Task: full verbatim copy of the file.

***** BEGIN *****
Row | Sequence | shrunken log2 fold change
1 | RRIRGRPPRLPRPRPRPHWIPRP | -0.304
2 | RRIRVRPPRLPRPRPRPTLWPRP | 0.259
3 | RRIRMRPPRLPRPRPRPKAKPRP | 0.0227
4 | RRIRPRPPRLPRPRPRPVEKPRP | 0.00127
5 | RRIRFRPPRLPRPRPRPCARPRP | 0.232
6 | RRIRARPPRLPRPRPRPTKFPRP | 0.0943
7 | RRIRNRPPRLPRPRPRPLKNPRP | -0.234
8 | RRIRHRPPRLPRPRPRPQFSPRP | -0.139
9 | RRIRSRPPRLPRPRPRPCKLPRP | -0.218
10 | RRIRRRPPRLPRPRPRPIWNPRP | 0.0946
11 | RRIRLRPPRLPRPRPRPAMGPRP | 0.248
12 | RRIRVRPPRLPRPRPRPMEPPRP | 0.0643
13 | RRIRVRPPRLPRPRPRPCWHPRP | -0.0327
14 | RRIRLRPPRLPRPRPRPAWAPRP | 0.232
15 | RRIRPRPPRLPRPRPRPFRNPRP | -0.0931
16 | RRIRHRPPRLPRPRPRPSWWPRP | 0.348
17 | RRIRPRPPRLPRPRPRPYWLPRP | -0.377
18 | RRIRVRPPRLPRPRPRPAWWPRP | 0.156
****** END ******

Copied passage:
Row | Sequence | shrunken log2 fold change
1 | RRIRGRPPRLPRPRPRPHWIPRP | -0.304
2 | RRIRVRPPRLPRPRPRPTLWPRP | 0.259
3 | RRIRMRPPRLPRPRPRPKAKPRP | 0.0227
4 | RRIRPRPPRLPRPRPRPVEKPRP | 0.00127
5 | RRIRFRPPRLPRPRPRPCARPRP | 0.232
6 | RRIRARPPRLPRPRPRPTKFPRP | 0.0943
7 | RRIRNRPPRLPRPRPRPLKNPRP | -0.234
8 | RRIRHRPPRLPRPRPRPQFSPRP | -0.139
9 | RRIRSRPPRLPRPRPRPCKLPRP | -0.218
10 | RRIRRRPPRLPRPRPRPIWNPRP | 0.0946
11 | RRIRLRPPRLPRPRPRPAMGPRP | 0.248
12 | RRIRVRPPRLPRPRPRPMEPPRP | 0.0643
13 | RRIRVRPPRLPRPRPRPCWHPRP | -0.0327
14 | RRIRLRPPRLPRPRPRPAWAPRP | 0.232
15 | RRIRPRPPRLPRPRPRPFRNPRP | -0.0931
16 | RRIRHRPPRLPRPRPRPSWWPRP | 0.348
17 | RRIRPRPPRLPRPRPRPYWLPRP | -0.377
18 | RRIRVRPPRLPRPRPRPAWWPRP | 0.156